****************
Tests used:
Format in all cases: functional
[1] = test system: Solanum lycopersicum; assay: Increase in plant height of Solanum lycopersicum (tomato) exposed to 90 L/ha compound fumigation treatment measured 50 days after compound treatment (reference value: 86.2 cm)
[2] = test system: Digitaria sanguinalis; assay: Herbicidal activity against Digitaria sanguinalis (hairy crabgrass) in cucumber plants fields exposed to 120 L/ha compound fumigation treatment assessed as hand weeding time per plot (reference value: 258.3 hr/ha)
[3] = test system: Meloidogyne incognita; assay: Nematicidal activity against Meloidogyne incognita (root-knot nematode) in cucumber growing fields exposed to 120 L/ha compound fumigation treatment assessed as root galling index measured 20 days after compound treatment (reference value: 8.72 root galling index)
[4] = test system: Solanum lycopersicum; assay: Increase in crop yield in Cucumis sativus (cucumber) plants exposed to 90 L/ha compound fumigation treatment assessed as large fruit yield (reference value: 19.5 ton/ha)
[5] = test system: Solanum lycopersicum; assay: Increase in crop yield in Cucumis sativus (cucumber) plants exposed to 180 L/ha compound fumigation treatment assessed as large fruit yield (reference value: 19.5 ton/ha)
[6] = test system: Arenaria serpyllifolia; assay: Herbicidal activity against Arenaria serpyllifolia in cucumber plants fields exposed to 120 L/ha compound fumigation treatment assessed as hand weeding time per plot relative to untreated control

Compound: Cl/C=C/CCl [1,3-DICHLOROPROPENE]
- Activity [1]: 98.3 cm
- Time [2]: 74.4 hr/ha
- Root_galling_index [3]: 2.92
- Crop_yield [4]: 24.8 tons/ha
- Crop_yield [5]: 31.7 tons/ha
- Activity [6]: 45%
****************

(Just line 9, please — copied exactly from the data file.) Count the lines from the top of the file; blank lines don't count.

Compound: Cl/C=C/CCl [1,3-DICHLOROPROPENE]